Mike wrote on May 15th, 2012
  35. Here’s a guy who has attached his i-Pod to his arm via magnetic studs implanted in his arm. Would that be (h)arm-less???

    Sandra from NZ wrote on May 15th, 2012
  36. Yep, I’m right there at the 4-6 range, too…the ‘net is my coffee break, ’cause I work at home. On, siiiigh, the computer, a lot. I teach online. I run lists. I market. I sell on eBay. And then for fun I check my email or browse. Sorry state of affairs, sometimes!

    But I DID build a little shed/studio 2 years ago, with no phone, no computer, no TV, just art supplies and books and music and nature all around–and friends, on occasion.

    I’d been trying to get away from the machine by 8 pm, so I’ll take your challenge and gladly!

    Cathy Johnson (Kate) wrote on May 15th, 2012
  37. I wish I could… but as a freelance designer who is self employed, the tradeoff for being able to schedule my own time is to be always reachable no matter where I am. Dinner, errands, no matter what. Lots of last second work and quick turnarounds all the time. I was actually grateful for the smartphone so I could leave my home office during business hours and not worry about missing important emails. Compared to my previous life of 14 hour days as an in house full time designer, I’ll take the technology addiction in order to have time to get out, see the sun, exercise, make spontaneous plans, ride a bike, sleep in, etc. if I want a real vacation, I’ll go somewhere with no phone service… like the ocean.

    Michelle wrote on May 15th, 2012
  38. Great take on this. I feel the same:

    Beau DeCourcy wrote on May 15th, 2012
  39. one of many great things about observing Jewish Sabbath is: 25 HOURS of NO TV, NO PHONE, NO COMPUTER!!
    we play board games, legos, we SING, TALK face to face with friends!! every single week….and lately, I have not been turning on my computer Saturday night,since I dont want the “blue light” to mess with my sleep. next weekend is a 2-day Holiday following Sabbath – 3 full days free of technology. awesome! but I’m going to try to turn-it-off at 7 during the week,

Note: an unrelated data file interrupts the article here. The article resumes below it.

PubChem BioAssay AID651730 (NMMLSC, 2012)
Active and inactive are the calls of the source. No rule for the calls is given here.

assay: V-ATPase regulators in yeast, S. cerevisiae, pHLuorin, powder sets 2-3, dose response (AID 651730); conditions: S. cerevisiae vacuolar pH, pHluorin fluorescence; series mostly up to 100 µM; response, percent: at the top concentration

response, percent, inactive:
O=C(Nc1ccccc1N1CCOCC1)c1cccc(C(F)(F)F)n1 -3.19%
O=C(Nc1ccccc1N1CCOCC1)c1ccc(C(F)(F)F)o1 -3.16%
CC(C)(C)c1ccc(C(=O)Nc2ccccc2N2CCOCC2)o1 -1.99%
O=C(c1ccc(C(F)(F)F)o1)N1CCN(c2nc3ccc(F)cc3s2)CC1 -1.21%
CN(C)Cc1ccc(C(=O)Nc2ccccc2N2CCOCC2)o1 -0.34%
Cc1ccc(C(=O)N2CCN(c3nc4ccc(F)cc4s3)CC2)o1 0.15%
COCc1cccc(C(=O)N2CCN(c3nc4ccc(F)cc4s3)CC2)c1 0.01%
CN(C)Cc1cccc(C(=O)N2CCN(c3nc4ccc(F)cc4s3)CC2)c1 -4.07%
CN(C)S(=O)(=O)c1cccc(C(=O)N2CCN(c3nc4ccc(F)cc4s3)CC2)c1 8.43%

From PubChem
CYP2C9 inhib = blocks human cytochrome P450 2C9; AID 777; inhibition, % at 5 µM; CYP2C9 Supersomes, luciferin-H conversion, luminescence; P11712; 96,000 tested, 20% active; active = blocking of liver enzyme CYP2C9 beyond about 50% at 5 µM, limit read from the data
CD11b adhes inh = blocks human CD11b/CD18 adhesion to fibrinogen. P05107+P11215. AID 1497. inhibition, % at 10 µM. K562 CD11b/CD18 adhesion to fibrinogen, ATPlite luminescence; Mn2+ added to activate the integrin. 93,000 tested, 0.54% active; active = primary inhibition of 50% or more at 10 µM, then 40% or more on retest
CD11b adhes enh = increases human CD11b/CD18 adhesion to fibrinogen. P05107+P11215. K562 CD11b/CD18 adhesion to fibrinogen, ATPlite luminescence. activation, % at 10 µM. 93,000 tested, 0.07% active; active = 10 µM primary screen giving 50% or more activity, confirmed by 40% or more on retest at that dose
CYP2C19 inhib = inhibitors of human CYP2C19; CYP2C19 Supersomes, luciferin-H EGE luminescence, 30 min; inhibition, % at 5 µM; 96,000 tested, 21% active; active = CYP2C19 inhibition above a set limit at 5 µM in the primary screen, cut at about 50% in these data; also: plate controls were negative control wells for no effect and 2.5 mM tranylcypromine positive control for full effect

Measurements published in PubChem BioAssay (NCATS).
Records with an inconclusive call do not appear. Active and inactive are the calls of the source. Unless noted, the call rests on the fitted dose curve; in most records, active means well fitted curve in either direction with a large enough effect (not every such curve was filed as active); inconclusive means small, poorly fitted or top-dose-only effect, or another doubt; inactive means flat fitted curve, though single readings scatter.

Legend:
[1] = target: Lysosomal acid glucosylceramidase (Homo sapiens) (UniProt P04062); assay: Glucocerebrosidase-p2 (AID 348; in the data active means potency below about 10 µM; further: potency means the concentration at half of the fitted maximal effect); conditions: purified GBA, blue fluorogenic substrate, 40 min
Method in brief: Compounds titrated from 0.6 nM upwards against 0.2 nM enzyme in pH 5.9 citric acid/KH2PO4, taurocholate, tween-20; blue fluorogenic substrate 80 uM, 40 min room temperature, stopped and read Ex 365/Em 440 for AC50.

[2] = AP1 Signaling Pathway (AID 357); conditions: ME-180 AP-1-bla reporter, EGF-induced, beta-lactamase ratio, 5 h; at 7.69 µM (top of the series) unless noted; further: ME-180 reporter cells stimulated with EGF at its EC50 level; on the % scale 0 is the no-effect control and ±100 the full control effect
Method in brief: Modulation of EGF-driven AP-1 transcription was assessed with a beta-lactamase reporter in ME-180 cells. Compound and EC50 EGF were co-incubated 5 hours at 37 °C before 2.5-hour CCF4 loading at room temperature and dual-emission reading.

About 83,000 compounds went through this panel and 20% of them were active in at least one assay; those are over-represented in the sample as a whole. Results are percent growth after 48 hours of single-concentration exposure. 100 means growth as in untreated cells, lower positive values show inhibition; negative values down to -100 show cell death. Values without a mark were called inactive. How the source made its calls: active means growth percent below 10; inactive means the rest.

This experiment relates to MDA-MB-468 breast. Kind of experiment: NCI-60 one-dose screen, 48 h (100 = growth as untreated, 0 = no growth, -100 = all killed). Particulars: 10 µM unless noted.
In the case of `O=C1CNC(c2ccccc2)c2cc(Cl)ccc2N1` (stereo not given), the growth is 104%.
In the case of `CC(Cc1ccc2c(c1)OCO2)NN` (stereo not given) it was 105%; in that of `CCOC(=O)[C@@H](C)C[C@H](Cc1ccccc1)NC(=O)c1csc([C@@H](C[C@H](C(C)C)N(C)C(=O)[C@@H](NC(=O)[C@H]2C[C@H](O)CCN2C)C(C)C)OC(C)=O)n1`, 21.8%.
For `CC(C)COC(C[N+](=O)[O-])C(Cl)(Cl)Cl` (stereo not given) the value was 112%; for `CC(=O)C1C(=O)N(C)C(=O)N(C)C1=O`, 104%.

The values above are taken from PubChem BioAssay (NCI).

and see how I do!

    HopelessDreamer wrote on May 15th, 2012
  40. Ha. I got Internet-addicted *because* I was missing out on real life. Joining the Army at 18, marrying at 21, and having a kid at 22 kind of sheltered me from the fact that my family was crazy and that people I’d thought were my friends didn’t really deserve the title. (I was kind of a mess in high school.) Having my marriage end suddenly when I was on the brink of 25 left me alone and unanchored. At least on the Internet I could find like-minded people who wanted to have conversations with me.

    I’m going in the other direction now, realizing that it’s kind of tough to form personal connections if I’m on the Internet all day long (well, except when I’m taking care of personal commitments with family and around the house). Then again, I’m afraid that if I go looking for friends, all I’ll find are “clubs and activities” for people who share one interest among themselves. That is SO BORING, and seems to be replicating what I’m finding online. No one seems to want to be an actual friend anymore, they’re so used to living in echo chambers.

    So I see the merit in cultivating a more offline life. In theory. But I’m afraid the theory won’t match up with the reality.

    Dana wrote on May 15th, 2012